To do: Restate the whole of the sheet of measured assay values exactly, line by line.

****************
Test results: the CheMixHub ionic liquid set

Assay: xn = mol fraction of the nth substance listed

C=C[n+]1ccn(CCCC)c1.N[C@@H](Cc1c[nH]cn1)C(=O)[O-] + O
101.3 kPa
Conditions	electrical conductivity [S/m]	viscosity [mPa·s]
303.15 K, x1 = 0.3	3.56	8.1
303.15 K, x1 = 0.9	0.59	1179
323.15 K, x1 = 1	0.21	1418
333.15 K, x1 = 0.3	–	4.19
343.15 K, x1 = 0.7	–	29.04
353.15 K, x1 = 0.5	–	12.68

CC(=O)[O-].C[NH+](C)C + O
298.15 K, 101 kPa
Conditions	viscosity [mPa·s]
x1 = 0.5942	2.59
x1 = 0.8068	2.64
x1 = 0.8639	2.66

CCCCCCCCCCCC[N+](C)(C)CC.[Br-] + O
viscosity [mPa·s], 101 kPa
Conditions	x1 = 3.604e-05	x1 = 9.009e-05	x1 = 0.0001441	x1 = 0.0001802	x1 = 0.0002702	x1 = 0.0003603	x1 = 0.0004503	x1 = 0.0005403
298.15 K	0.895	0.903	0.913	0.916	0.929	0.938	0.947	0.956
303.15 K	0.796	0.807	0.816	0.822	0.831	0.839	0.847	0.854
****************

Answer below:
Test results: the CheMixHub ionic liquid set

Assay: xn = mol fraction of the nth substance listed

C=C[n+]1ccn(CCCC)c1.N[C@@H](Cc1c[nH]cn1)C(=O)[O-] + O
101.3 kPa
Conditions	electrical conductivity [S/m]	viscosity [mPa·s]
303.15 K, x1 = 0.3	3.56	8.1
303.15 K, x1 = 0.9	0.59	1179
323.15 K, x1 = 1	0.21	1418
333.15 K, x1 = 0.3	–	4.19
343.15 K, x1 = 0.7	–	29.04
353.15 K, x1 = 0.5	–	12.68

CC(=O)[O-].C[NH+](C)C + O
298.15 K, 101 kPa
Conditions	viscosity [mPa·s]
x1 = 0.5942	2.59
x1 = 0.8068	2.64
x1 = 0.8639	2.66

CCCCCCCCCCCC[N+](C)(C)CC.[Br-] + O
viscosity [mPa·s], 101 kPa
Conditions	x1 = 3.604e-05	x1 = 9.009e-05	x1 = 0.0001441	x1 = 0.0001802	x1 = 0.0002702	x1 = 0.0003603	x1 = 0.0004503	x1 = 0.0005403
298.15 K	0.895	0.903	0.913	0.916	0.929	0.938	0.947	0.956
303.15 K	0.796	0.807	0.816	0.822	0.831	0.839	0.847	0.854